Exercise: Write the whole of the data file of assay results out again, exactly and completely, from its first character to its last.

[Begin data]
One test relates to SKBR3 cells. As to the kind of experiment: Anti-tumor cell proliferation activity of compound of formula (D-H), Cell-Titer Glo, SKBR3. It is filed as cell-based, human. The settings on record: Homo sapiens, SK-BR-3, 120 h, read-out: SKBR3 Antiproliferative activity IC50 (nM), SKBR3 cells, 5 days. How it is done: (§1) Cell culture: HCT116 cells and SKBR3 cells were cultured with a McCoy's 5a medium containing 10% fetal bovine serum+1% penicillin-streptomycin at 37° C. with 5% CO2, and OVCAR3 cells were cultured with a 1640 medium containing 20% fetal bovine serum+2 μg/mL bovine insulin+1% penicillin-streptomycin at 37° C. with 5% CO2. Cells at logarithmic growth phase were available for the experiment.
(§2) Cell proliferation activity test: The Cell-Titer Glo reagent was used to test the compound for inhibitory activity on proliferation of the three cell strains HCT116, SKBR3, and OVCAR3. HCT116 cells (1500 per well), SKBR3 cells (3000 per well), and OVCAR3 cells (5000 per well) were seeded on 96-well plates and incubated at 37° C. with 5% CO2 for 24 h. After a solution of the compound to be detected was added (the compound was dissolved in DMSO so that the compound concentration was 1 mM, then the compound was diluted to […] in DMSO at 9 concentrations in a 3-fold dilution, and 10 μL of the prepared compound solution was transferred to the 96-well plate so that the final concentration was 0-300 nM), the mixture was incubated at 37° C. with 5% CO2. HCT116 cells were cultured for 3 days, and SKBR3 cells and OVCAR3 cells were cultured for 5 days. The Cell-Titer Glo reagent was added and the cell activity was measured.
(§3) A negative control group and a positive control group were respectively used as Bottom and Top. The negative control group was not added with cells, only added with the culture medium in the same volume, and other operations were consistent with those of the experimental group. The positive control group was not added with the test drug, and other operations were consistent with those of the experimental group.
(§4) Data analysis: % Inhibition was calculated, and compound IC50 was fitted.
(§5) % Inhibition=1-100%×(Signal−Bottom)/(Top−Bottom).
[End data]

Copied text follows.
One test relates to SKBR3 cells. As to the kind of experiment: Anti-tumor cell proliferation activity of compound of formula (D-H), Cell-Titer Glo, SKBR3. It is filed as cell-based, human. The settings on record: Homo sapiens, SK-BR-3, 120 h, read-out: SKBR3 Antiproliferative activity IC50 (nM), SKBR3 cells, 5 days. How it is done: (§1) Cell culture: HCT116 cells and SKBR3 cells were cultured with a McCoy's 5a medium containing 10% fetal bovine serum+1% penicillin-streptomycin at 37° C. with 5% CO2, and OVCAR3 cells were cultured with a 1640 medium containing 20% fetal bovine serum+2 μg/mL bovine insulin+1% penicillin-streptomycin at 37° C. with 5% CO2. Cells at logarithmic growth phase were available for the experiment.
(§2) Cell proliferation activity test: The Cell-Titer Glo reagent was used to test the compound for inhibitory activity on proliferation of the three cell strains HCT116, SKBR3, and OVCAR3. HCT116 cells (1500 per well), SKBR3 cells (3000 per well), and OVCAR3 cells (5000 per well) were seeded on 96-well plates and incubated at 37° C. with 5% CO2 for 24 h. After a solution of the compound to be detected was added (the compound was dissolved in DMSO so that the compound concentration was 1 mM, then the compound was diluted to […] in DMSO at 9 concentrations in a 3-fold dilution, and 10 μL of the prepared compound solution was transferred to the 96-well plate so that the final concentration was 0-300 nM), the mixture was incubated at 37° C. with 5% CO2. HCT116 cells were cultured for 3 days, and SKBR3 cells and OVCAR3 cells were cultured for 5 days. The Cell-Titer Glo reagent was added and the cell activity was measured.
(§3) A negative control group and a positive control group were respectively used as Bottom and Top. The negative control group was not added with cells, only added with the culture medium in the same volume, and other operations were consistent with those of the experimental group. The positive control group was not added with the test drug, and other operations were consistent with those of the experimental group.
(§4) Data analysis: % Inhibition was calculated, and compound IC50 was fitted.
(§5) % Inhibition=1-100%×(Signal−Bottom)/(Top−Bottom).